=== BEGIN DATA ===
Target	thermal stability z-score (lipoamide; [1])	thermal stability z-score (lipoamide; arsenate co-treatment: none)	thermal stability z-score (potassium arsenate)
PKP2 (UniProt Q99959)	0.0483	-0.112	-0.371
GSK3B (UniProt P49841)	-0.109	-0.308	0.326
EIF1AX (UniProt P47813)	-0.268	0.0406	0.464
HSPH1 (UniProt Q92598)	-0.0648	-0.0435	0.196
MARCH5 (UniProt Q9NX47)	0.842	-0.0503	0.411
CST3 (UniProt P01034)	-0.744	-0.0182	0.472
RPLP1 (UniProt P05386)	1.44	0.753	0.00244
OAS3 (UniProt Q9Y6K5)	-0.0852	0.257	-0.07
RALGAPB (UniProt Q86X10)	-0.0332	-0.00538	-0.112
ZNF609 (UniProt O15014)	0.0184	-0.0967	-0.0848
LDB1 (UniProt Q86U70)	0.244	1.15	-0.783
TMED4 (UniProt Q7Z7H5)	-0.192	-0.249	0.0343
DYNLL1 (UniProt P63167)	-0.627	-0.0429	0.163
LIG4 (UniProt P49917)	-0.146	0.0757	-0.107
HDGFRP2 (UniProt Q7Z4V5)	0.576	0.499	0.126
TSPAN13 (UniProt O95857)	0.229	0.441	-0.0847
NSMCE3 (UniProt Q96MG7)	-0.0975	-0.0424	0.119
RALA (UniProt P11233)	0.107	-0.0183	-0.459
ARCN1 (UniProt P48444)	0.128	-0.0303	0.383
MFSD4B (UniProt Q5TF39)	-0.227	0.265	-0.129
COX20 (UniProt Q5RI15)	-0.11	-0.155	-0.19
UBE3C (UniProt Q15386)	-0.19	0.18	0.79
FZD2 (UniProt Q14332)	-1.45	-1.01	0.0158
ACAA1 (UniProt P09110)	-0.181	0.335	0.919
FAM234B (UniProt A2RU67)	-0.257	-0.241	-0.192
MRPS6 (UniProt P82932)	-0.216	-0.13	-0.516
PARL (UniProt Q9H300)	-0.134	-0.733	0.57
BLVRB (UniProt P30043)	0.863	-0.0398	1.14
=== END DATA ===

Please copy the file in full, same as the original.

Target	thermal stability z-score (lipoamide; [1])	thermal stability z-score (lipoamide; arsenate co-treatment: none)	thermal stability z-score (potassium arsenate)
PKP2 (UniProt Q99959)	0.0483	-0.112	-0.371
GSK3B (UniProt P49841)	-0.109	-0.308	0.326
EIF1AX (UniProt P47813)	-0.268	0.0406	0.464
HSPH1 (UniProt Q92598)	-0.0648	-0.0435	0.196
MARCH5 (UniProt Q9NX47)	0.842	-0.0503	0.411
CST3 (UniProt P01034)	-0.744	-0.0182	0.472
RPLP1 (UniProt P05386)	1.44	0.753	0.00244
OAS3 (UniProt Q9Y6K5)	-0.0852	0.257	-0.07
RALGAPB (UniProt Q86X10)	-0.0332	-0.00538	-0.112
ZNF609 (UniProt O15014)	0.0184	-0.0967	-0.0848
LDB1 (UniProt Q86U70)	0.244	1.15	-0.783
TMED4 (UniProt Q7Z7H5)	-0.192	-0.249	0.0343
DYNLL1 (UniProt P63167)	-0.627	-0.0429	0.163
LIG4 (UniProt P49917)	-0.146	0.0757	-0.107
HDGFRP2 (UniProt Q7Z4V5)	0.576	0.499	0.126
TSPAN13 (UniProt O95857)	0.229	0.441	-0.0847
NSMCE3 (UniProt Q96MG7)	-0.0975	-0.0424	0.119
RALA (UniProt P11233)	0.107	-0.0183	-0.459
ARCN1 (UniProt P48444)	0.128	-0.0303	0.383
MFSD4B (UniProt Q5TF39)	-0.227	0.265	-0.129
COX20 (UniProt Q5RI15)	-0.11	-0.155	-0.19
UBE3C (UniProt Q15386)	-0.19	0.18	0.79
FZD2 (UniProt Q14332)	-1.45	-1.01	0.0158
ACAA1 (UniProt P09110)	-0.181	0.335	0.919
FAM234B (UniProt A2RU67)	-0.257	-0.241	-0.192
MRPS6 (UniProt P82932)	-0.216	-0.13	-0.516
PARL (UniProt Q9H300)	-0.134	-0.733	0.57
BLVRB (UniProt P30043)	0.863	-0.0398	1.14